Clients of all ages often infer that substance experimentation is a normal developmental process. Or that genetics predispose a person to addiction. The desire for social connection and the natural process of curiosity are certainly common influences, as are family history and genetics. But considering the many factors involved in early substance misuse, how can we as parents, teachers and community members make a difference?
Researcher Gabor Maté suggests that the three environmental conditions essential to child brain development are nutrition, physical security and consistent emotional human interaction. Abraham Maslow proposes that these are the critical needs in the hierarchy of healthy development. But in our modern culture, supportive and undistracted face-to-face emotional interaction, what Maté calls “emotional nurturing,” is most likely to be disrupted. He notes that children need to experience “attachment relationships,” and that a child’s brain cannot develop optimally without healthy human connection. Another researcher, Daniel Siegel, suggests that human connections create “neuronal connections,” the same connections involved in the neurological processes of addiction.
The well-known Adverse Childhood Experiences (ACE) study looked at 10 categories of environmental circumstances. In this study, a correlation was made between these circumstances and early substance misuse. It found that for each adverse childhood experience, the risk increased four times. The study showed that adverse experiences such as abuse or neglect are common. But these more traditional examples of trauma were not the only indicators of an adverse experience. Emotional isolation causes the same vulnerability. They all result in a disruption of brain development and represent a common adversity: lack of emotional nurturing.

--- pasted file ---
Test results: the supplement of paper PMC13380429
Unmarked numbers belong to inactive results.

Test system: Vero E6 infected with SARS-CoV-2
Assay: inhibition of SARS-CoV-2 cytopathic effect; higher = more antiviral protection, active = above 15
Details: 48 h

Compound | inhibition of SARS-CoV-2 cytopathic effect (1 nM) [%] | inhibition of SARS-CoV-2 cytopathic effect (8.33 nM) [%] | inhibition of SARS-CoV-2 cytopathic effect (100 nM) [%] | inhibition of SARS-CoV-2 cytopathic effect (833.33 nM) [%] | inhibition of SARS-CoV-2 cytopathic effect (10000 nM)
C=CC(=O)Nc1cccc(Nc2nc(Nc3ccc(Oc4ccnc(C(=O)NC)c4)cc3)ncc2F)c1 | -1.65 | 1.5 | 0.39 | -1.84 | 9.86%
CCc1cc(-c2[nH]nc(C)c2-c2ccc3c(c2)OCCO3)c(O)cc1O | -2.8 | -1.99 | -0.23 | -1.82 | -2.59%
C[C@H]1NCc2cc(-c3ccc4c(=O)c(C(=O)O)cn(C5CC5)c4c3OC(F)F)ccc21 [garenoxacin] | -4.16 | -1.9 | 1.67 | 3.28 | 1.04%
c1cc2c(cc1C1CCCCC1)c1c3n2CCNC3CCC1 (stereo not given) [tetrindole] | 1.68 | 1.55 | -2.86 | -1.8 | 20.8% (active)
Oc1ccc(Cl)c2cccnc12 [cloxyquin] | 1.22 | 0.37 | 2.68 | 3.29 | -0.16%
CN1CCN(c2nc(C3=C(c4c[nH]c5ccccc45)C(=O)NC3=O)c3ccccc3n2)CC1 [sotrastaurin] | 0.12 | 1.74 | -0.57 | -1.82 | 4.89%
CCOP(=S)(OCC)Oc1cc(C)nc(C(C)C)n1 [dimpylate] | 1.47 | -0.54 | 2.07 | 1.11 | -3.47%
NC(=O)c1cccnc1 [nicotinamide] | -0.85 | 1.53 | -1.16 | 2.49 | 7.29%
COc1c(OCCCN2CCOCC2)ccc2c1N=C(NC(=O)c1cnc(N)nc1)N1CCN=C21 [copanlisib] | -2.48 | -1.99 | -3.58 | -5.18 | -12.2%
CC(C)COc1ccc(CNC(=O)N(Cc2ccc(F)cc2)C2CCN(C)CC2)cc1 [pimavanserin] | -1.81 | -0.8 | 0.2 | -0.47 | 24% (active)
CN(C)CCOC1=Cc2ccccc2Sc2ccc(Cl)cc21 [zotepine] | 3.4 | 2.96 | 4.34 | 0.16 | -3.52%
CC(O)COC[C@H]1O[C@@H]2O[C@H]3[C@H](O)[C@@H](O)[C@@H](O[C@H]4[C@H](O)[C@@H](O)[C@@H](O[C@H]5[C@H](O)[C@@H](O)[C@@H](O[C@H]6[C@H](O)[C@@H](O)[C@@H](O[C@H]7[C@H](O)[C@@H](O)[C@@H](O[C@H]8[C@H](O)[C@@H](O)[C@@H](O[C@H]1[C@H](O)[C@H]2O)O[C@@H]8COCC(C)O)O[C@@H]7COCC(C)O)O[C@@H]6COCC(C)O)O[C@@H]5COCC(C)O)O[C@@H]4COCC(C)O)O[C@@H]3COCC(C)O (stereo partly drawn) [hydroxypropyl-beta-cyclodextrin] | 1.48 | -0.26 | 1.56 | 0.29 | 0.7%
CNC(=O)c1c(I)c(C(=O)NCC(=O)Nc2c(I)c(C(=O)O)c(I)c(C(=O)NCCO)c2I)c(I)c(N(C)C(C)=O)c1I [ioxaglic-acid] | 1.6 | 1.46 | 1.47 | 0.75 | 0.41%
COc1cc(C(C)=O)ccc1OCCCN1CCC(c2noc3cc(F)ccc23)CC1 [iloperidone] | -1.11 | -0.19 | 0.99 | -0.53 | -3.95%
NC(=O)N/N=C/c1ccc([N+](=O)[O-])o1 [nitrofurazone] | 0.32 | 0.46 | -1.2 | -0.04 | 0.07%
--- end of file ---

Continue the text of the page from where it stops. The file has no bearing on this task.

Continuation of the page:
The good news is that prevention is cultivated in part by meaningful human connection and we can provide the nurturing kids need. Indeed, these efforts are vital for both kids and adults. The socio-emotional maturation process continues past childhood and consistent emotional interaction is always central to a person’s well-being. Additionally, we teach other resiliencies through education and communication.
A team of local professionals has been collaborating to develop Substance Misuse Prevention educational lessons for students at Homer Middle School. In addition to presenting the lesson package in the classrooms over the past year, the group has been talking with kids about their experiences, addressing their questions, and listening to their concerns. A recent Adult Talks event provided an opportunity to share the lesson plans with the community and, just as importantly, discuss what kids are saying about substance misuse. Parents, teachers, and others provided their experiences and insights, further informing the lesson package as it continues to improve.
This Substance Misuse Prevention lesson package is the first psychoeducational curriculum of its kind in the state, a baffling statistic given the prevalence of childhood substance misuse and its decades-long impact on kids and their families. If we want to alter the course, the narrative of secrecy around substance misuse and mental health must change. It begins with meaningful connection, prevention education, and open conversation about common childhood struggles, like depression and anxiety, that are so often linked to misuse.
The team is continuing their work on the lesson plans and will be providing it to students around the Homer and Kachemak Bay area starting again in the fall. They are also working toward modifying it for older students as well. The final objective is to make substance misuse prevention education a mainstay in our local schools, and to provide other schools-even boroughs and districts across the state-with a new resource they can implement themselves. But it will have been a success if helps just one kid, one family in Homer.
If you would like to learn more about the Substance Misuse Prevention lesson package, please call Anna at the R.E.C. Room. 235-3436;Amy Woodruff, Prevention Coordinator at Haven House, 235-1580, or Tim Robinson at Kachemak Counseling Clinic, 602-2578.
Tim Robinson is owner of Kachemak Counseling Clinic in Homer where he provides therapy for adolescents and adults. www.kachemakcounseling.com .